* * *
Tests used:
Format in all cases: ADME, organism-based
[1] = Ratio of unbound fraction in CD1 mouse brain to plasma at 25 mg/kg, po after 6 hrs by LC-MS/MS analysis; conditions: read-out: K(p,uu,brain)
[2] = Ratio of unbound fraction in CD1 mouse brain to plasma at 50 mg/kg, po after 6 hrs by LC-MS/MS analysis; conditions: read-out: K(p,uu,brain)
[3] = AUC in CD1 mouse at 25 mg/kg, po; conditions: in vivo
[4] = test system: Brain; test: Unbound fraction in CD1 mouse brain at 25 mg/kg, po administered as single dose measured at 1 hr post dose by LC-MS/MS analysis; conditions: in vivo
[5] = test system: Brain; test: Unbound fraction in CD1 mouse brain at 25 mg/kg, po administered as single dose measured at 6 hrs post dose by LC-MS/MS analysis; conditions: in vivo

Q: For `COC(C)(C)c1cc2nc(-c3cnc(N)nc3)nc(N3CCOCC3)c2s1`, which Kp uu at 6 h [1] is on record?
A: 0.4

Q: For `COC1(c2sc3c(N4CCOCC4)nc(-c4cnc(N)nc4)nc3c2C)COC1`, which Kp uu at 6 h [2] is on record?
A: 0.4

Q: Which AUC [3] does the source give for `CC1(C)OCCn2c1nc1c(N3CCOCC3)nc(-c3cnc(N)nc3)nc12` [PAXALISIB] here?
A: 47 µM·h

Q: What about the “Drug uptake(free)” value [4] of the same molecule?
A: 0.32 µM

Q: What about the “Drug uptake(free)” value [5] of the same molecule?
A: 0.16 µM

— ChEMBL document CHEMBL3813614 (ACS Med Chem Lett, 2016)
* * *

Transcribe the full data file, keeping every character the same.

Tests used:
Format in all cases: ADME, organism-based
[1] = Ratio of unbound fraction in CD1 mouse brain to plasma at 25 mg/kg, po after 6 hrs by LC-MS/MS analysis; conditions: read-out: K(p,uu,brain)
[2] = Ratio of unbound fraction in CD1 mouse brain to plasma at 50 mg/kg, po after 6 hrs by LC-MS/MS analysis; conditions: read-out: K(p,uu,brain)
[3] = AUC in CD1 mouse at 25 mg/kg, po; conditions: in vivo
[4] = test system: Brain; test: Unbound fraction in CD1 mouse brain at 25 mg/kg, po administered as single dose measured at 1 hr post dose by LC-MS/MS analysis; conditions: in vivo
[5] = test system: Brain; test: Unbound fraction in CD1 mouse brain at 25 mg/kg, po administered as single dose measured at 6 hrs post dose by LC-MS/MS analysis; conditions: in vivo

Q: For `COC(C)(C)c1cc2nc(-c3cnc(N)nc3)nc(N3CCOCC3)c2s1`, which Kp uu at 6 h [1] is on record?
A: 0.4

Q: For `COC1(c2sc3c(N4CCOCC4)nc(-c4cnc(N)nc4)nc3c2C)COC1`, which Kp uu at 6 h [2] is on record?
A: 0.4

Q: Which AUC [3] does the source give for `CC1(C)OCCn2c1nc1c(N3CCOCC3)nc(-c3cnc(N)nc3)nc12` [PAXALISIB] here?
A: 47 µM·h

Q: What about the “Drug uptake(free)” value [4] of the same molecule?
A: 0.32 µM

Q: What about the “Drug uptake(free)” value [5] of the same molecule?
A: 0.16 µM

— ChEMBL document CHEMBL3813614 (ACS Med Chem Lett, 2016)